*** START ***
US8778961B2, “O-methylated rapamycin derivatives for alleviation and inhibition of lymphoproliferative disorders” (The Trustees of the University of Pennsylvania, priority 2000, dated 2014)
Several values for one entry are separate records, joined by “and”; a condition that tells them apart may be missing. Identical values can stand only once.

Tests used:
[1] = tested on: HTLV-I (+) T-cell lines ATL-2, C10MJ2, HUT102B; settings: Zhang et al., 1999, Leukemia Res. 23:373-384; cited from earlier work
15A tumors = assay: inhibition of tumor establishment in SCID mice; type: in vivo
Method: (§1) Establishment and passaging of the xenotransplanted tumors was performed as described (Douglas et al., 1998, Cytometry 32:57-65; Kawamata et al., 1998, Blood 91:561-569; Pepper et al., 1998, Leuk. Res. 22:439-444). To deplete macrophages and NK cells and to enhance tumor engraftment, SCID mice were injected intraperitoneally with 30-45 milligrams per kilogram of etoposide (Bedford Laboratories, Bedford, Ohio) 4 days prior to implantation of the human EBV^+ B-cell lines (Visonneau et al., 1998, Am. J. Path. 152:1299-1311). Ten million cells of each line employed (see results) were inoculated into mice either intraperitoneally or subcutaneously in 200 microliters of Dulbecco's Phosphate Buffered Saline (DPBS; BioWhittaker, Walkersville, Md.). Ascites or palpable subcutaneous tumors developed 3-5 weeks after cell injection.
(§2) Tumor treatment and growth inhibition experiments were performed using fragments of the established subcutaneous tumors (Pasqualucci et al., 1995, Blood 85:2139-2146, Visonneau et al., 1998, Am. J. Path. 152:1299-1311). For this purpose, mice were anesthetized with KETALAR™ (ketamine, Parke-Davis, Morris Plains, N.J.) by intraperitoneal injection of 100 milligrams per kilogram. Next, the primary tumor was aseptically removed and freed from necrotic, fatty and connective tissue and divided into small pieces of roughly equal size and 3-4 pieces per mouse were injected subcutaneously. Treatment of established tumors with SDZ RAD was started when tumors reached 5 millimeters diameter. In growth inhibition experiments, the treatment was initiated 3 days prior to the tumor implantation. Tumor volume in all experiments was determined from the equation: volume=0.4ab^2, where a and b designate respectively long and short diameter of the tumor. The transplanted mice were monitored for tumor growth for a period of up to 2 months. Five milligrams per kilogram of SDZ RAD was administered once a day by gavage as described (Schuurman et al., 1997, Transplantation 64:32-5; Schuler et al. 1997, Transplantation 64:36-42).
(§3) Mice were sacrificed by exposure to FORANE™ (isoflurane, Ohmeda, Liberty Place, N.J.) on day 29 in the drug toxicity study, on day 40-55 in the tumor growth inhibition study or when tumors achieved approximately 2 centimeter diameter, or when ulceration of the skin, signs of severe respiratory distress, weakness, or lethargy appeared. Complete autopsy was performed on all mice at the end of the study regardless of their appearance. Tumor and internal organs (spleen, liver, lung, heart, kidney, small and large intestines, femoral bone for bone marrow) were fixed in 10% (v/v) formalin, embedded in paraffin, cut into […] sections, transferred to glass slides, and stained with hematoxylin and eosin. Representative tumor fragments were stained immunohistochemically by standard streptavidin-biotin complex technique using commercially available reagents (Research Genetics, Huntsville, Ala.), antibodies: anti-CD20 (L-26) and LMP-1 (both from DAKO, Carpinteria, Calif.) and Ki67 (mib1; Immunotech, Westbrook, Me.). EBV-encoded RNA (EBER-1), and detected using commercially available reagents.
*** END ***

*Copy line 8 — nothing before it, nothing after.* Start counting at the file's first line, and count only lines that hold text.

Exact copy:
(§3) Mice were sacrificed by exposure to FORANE™ (isoflurane, Ohmeda, Liberty Place, N.J.) on day 29 in the drug toxicity study, on day 40-55 in the tumor growth inhibition study or when tumors achieved approximately 2 centimeter diameter, or when ulceration of the skin, signs of severe respiratory distress, weakness, or lethargy appeared. Complete autopsy was performed on all mice at the end of the study regardless of their appearance. Tumor and internal organs (spleen, liver, lung, heart, kidney, small and large intestines, femoral bone for bone marrow) were fixed in 10% (v/v) formalin, embedded in paraffin, cut into […] sections, transferred to glass slides, and stained with hematoxylin and eosin. Representative tumor fragments were stained immunohistochemically by standard streptavidin-biotin complex technique using commercially available reagents (Research Genetics, Huntsville, Ala.), antibodies: anti-CD20 (L-26) and LMP-1 (both from DAKO, Carpinteria, Calif.) and Ki67 (mib1; Immunotech, Westbrook, Me.). EBV-encoded RNA (EBER-1), and detected using commercially available reagents.